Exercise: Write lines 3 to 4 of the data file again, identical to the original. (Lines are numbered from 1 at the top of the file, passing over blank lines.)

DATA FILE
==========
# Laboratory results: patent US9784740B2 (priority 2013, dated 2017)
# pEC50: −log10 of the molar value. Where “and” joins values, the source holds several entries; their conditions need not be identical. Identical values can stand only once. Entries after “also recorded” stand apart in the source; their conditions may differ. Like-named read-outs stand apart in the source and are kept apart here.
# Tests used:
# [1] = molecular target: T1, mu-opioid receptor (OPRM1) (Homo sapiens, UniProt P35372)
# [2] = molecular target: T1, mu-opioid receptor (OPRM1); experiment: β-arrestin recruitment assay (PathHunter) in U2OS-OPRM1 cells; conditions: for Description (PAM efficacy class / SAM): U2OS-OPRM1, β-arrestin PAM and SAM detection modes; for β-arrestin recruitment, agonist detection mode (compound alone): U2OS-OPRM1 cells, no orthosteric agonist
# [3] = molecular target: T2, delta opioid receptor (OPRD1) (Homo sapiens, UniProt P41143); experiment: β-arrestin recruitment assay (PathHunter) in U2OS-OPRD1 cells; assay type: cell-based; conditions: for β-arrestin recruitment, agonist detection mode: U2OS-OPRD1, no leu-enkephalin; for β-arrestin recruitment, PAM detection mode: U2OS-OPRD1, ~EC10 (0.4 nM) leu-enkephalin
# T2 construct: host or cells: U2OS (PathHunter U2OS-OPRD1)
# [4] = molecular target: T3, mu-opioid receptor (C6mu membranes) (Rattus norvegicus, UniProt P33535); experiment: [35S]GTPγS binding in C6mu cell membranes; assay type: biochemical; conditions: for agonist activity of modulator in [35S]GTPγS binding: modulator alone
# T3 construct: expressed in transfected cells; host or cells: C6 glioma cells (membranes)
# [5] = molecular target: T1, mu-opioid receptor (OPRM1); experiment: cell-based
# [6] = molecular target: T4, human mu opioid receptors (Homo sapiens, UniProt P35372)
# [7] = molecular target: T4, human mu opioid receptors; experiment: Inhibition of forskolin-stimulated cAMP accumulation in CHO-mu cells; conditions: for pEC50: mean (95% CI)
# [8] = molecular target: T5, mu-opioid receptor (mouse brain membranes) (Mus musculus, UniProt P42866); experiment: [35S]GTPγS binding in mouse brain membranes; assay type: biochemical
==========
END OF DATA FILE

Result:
# Tests used:
# [1] = molecular target: T1, mu-opioid receptor (OPRM1) (Homo sapiens, UniProt P35372)